The 1/48th-scale Airfix Sea Harrier FRS.1 (SHAR) has been around for quite a while. Although there have been some stellar new releases—and I would love to see a retooled kit!—for now I’ve concentrated on adding a little after-market detail to Airfix’s kit. Scratch-building skills also come in handy in this project.
I replaced the stock seat with a resin version, and the rest of the cockpit was enhanced with an etched-metal detail set. The other bumps, tubing, wiring, etc. came from my parts box. Note that the gun pods need some additional detail: I added a new gun muzzle and drilled out the four vents just aft of the muzzle. I also opened up the auxiliary power unit exhaust vent, on top of the fuselage, and added a set of aftermarket intakes to accurately depict what a powered-down engine would look like. An AIM-9 Sidewinder came from the parts box.Taking a break from all that fine detail work in the cockpit, I spent some time finishing off some of the smaller assemblies, so they would ready for the final assembly. These included the landing gear, the extra fuel tanks, the pylons and the AIM-9.
Once the cockpit is complete, the wings and fuselage come together. Then it’s time for filling and sanding—plenty of it. But that’s what you expect with a kit that’s some 30 years old.
The Hawker Harrier’s introduction was an aviation milestone, but it was combat during the Falklands War in May 1982 that gave the fighter its “street cred.” At the heart of the Harrier’s unique capabilities is its Pegasus engine. Four nozzles rotate to direct the exhaust, putting the “vertical” in VTOL. Cooler air leaves the forward two nozzles, while hotter exhaust comes from the rear two. The rear pair should be painted a smoked metallic color, and the forward nozzles should be a color similar to the jet’s camouflage tone. During the Falklands War, the first group of Sea Harriers to head from Britain to the South Atlantic lost their more visible dark sea gray and white along with their colorful squadron markings in favor of overall dark gray. The new paint scheme was applied during their voyage south.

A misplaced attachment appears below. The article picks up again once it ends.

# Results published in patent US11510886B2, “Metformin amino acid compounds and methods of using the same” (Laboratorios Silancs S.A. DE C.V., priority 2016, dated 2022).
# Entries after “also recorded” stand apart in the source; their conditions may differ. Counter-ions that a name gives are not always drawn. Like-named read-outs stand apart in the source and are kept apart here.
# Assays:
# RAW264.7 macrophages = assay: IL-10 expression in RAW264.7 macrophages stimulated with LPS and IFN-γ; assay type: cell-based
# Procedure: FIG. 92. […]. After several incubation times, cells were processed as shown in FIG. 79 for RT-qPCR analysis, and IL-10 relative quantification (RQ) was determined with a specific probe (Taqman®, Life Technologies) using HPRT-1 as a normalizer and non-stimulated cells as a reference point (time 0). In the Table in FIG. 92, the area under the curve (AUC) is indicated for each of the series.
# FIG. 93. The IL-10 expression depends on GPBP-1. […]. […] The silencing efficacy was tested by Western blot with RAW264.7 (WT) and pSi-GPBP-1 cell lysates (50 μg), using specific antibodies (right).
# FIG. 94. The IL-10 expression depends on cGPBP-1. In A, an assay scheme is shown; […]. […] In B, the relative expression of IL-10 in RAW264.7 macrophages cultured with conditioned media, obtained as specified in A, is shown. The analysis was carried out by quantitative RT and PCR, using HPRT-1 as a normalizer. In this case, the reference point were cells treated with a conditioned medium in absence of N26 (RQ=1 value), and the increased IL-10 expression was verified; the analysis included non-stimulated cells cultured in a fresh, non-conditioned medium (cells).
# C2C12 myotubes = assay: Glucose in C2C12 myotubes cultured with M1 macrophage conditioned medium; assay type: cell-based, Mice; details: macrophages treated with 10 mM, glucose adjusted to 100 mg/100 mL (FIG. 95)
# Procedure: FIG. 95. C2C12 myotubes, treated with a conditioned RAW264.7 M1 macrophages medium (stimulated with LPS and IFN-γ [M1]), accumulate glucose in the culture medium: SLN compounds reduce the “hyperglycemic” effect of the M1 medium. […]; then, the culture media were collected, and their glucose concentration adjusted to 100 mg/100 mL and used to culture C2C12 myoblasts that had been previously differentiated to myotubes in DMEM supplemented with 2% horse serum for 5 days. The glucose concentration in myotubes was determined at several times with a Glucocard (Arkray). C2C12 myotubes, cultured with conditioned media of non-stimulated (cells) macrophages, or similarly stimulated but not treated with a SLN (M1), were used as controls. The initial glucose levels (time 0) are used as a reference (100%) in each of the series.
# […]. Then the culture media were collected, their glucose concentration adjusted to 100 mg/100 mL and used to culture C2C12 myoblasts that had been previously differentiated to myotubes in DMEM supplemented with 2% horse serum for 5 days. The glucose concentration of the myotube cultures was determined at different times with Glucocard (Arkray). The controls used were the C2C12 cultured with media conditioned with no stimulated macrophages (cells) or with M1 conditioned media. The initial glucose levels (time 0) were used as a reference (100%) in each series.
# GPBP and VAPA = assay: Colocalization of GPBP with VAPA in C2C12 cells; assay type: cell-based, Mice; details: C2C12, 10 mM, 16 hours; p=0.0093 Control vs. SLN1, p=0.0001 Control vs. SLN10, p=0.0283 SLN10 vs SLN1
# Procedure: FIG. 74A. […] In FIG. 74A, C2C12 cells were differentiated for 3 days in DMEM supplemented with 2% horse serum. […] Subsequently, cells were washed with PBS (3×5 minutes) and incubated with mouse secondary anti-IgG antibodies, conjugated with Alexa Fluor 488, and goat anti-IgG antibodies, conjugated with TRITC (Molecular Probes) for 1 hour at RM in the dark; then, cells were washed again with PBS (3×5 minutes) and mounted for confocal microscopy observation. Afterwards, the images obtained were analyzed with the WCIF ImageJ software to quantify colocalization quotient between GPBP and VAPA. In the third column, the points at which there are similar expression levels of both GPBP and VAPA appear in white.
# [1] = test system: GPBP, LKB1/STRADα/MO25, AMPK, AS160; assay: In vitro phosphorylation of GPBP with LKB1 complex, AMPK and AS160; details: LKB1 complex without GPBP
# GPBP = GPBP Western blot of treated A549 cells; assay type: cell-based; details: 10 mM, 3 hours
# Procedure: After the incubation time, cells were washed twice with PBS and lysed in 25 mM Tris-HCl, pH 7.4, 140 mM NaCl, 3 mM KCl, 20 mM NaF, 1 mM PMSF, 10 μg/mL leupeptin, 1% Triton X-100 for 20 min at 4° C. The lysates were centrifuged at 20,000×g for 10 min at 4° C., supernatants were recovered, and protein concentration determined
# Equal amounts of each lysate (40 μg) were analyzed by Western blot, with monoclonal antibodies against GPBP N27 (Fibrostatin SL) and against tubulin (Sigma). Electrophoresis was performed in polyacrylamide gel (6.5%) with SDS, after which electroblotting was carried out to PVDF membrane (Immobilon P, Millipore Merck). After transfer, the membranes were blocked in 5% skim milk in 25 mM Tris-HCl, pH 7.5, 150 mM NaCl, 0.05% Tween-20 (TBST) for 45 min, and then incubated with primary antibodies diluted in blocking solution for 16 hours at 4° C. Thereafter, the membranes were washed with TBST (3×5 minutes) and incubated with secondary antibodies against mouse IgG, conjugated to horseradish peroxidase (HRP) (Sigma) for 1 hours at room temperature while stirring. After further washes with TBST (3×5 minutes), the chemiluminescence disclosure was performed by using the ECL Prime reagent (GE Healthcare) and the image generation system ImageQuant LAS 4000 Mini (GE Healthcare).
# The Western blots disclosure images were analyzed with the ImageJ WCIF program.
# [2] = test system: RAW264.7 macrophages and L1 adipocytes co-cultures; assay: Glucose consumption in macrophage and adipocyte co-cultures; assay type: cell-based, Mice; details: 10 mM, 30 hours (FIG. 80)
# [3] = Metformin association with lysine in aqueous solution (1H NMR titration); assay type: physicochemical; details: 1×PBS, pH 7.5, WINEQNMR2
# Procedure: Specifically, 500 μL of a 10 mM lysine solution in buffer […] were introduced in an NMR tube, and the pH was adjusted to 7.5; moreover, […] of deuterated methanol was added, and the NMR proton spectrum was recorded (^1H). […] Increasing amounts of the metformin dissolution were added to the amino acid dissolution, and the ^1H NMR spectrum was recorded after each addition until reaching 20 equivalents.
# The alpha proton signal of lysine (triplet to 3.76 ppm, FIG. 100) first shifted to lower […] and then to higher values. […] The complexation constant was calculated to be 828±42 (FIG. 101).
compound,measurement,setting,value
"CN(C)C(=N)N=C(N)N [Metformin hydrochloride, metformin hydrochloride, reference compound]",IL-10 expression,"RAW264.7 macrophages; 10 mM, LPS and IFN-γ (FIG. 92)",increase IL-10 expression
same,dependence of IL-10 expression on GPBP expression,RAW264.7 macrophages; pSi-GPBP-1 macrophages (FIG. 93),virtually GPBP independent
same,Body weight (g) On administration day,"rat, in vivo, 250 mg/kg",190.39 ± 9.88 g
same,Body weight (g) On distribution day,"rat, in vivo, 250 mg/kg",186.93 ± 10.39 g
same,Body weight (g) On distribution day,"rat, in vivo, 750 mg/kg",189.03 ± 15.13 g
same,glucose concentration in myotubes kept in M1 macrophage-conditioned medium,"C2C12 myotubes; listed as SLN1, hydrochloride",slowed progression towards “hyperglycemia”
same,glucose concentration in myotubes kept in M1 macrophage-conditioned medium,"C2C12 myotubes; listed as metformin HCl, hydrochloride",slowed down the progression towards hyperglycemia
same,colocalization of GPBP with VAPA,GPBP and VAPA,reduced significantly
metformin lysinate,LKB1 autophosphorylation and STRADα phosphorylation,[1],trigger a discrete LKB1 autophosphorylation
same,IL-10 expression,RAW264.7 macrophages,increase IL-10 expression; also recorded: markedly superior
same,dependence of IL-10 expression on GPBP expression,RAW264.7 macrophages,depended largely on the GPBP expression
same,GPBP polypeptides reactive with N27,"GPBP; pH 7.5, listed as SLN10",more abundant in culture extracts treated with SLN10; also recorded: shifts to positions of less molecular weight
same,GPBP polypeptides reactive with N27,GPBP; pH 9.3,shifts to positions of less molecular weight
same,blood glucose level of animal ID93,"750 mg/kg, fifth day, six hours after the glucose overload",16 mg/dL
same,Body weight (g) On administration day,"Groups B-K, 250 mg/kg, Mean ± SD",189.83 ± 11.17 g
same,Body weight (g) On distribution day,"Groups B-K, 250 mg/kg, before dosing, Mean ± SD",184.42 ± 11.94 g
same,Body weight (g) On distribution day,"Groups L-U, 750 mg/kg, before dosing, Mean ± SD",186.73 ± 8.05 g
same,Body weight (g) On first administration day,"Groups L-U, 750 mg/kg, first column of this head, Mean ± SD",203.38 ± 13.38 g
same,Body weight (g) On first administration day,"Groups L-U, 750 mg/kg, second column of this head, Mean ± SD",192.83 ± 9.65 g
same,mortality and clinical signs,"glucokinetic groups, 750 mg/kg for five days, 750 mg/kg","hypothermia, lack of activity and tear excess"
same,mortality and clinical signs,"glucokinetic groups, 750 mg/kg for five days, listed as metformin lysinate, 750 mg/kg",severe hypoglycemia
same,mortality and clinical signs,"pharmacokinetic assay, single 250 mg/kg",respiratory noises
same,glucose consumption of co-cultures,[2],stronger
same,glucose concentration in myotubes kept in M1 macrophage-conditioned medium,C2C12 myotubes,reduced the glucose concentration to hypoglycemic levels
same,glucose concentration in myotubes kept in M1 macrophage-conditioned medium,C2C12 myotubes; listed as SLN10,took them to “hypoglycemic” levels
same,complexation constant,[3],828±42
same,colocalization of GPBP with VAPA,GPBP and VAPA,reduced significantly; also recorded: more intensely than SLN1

With wings attached to the model, the cockpit masked off and filling and sanding complete, it’s time for paint. I chose an overall dark gray that fits my reference material. Once I applied a coat of a gloss varnish, it was time to start on the kit’s excellent decals. Though they’re thin, they respond well to a little decal softener, snuggling into all those nooks and crannies.
The kit comes with a choice of markings: an aircraft from the Indian Naval Air Force or XZ457 (“Black 14”), a Royal Naval Air Force Sea Harrier that flew from the carrier HMS Hermes during the Falklands conflict and was credited with two Argentine IAI Daggers and an A-4 Skyhawk. Interestingly, both Black 14 and the Indian jet spent time aboard Hermes, as the carrier was sold to India in 1987.
I took care of the trickier decals under the wings and some other hard-to- reach places before adding underwing stores and the landing gear. Much of the stenciling on this jet was painted over as Hermes headed into combat. Note that special care is required when positioning the landing gear to get the jet to stand evenly on all four points. Take your time with this process.
Finally, superglue the remaining antennas in place, then add a little weathering, and your Harrier is complete. With patience and a little finesse, this classic Airfix kit will make a nice addition to your collection.
For additional reference information, visit the Harrier Special Interest Group (harriersig.org.uk), an extensive online resource that’s one-stop shopping for all things Harrier. It’s always your choice how far you want to go with your build, but this site offers all the details you need to make your Harrier look great.